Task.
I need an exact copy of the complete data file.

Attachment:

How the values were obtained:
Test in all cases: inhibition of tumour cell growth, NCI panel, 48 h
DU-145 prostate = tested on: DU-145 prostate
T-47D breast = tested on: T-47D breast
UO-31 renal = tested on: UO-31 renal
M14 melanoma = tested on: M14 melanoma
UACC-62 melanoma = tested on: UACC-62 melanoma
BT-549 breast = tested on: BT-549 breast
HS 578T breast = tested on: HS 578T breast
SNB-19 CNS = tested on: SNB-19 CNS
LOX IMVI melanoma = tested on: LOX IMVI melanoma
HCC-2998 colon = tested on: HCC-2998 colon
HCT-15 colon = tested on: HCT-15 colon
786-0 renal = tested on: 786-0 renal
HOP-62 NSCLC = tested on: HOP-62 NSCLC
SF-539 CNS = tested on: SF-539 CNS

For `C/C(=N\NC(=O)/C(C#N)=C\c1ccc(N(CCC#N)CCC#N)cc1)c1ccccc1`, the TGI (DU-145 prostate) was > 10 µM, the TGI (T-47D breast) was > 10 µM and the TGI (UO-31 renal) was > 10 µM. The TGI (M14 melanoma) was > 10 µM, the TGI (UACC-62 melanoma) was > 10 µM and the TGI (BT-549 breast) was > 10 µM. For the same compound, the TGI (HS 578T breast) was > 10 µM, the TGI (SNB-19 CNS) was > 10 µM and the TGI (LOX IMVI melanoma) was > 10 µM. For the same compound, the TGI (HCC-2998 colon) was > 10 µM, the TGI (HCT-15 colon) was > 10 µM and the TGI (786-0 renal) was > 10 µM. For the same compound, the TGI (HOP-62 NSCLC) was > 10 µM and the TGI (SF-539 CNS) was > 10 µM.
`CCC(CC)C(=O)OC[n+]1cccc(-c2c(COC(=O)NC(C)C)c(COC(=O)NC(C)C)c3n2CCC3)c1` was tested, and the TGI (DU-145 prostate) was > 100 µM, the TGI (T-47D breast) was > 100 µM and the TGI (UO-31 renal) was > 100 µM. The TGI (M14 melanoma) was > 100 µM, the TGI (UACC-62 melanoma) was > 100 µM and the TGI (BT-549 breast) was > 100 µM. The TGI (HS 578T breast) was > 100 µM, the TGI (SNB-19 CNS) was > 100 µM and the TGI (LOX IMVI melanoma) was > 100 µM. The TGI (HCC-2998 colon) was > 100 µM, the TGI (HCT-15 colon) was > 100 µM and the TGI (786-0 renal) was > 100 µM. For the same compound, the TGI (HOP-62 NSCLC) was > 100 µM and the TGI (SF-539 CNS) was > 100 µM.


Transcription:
How the values were obtained:
Test in all cases: inhibition of tumour cell growth, NCI panel, 48 h
DU-145 prostate = tested on: DU-145 prostate
T-47D breast = tested on: T-47D breast
UO-31 renal = tested on: UO-31 renal
M14 melanoma = tested on: M14 melanoma
UACC-62 melanoma = tested on: UACC-62 melanoma
BT-549 breast = tested on: BT-549 breast
HS 578T breast = tested on: HS 578T breast
SNB-19 CNS = tested on: SNB-19 CNS
LOX IMVI melanoma = tested on: LOX IMVI melanoma
HCC-2998 colon = tested on: HCC-2998 colon
HCT-15 colon = tested on: HCT-15 colon
786-0 renal = tested on: 786-0 renal
HOP-62 NSCLC = tested on: HOP-62 NSCLC
SF-539 CNS = tested on: SF-539 CNS

For `C/C(=N\NC(=O)/C(C#N)=C\c1ccc(N(CCC#N)CCC#N)cc1)c1ccccc1`, the TGI (DU-145 prostate) was > 10 µM, the TGI (T-47D breast) was > 10 µM and the TGI (UO-31 renal) was > 10 µM. The TGI (M14 melanoma) was > 10 µM, the TGI (UACC-62 melanoma) was > 10 µM and the TGI (BT-549 breast) was > 10 µM. For the same compound, the TGI (HS 578T breast) was > 10 µM, the TGI (SNB-19 CNS) was > 10 µM and the TGI (LOX IMVI melanoma) was > 10 µM. For the same compound, the TGI (HCC-2998 colon) was > 10 µM, the TGI (HCT-15 colon) was > 10 µM and the TGI (786-0 renal) was > 10 µM. For the same compound, the TGI (HOP-62 NSCLC) was > 10 µM and the TGI (SF-539 CNS) was > 10 µM.
`CCC(CC)C(=O)OC[n+]1cccc(-c2c(COC(=O)NC(C)C)c(COC(=O)NC(C)C)c3n2CCC3)c1` was tested, and the TGI (DU-145 prostate) was > 100 µM, the TGI (T-47D breast) was > 100 µM and the TGI (UO-31 renal) was > 100 µM. The TGI (M14 melanoma) was > 100 µM, the TGI (UACC-62 melanoma) was > 100 µM and the TGI (BT-549 breast) was > 100 µM. The TGI (HS 578T breast) was > 100 µM, the TGI (SNB-19 CNS) was > 100 µM and the TGI (LOX IMVI melanoma) was > 100 µM. The TGI (HCC-2998 colon) was > 100 µM, the TGI (HCT-15 colon) was > 100 µM and the TGI (786-0 renal) was > 100 µM. For the same compound, the TGI (HOP-62 NSCLC) was > 100 µM and the TGI (SF-539 CNS) was > 100 µM.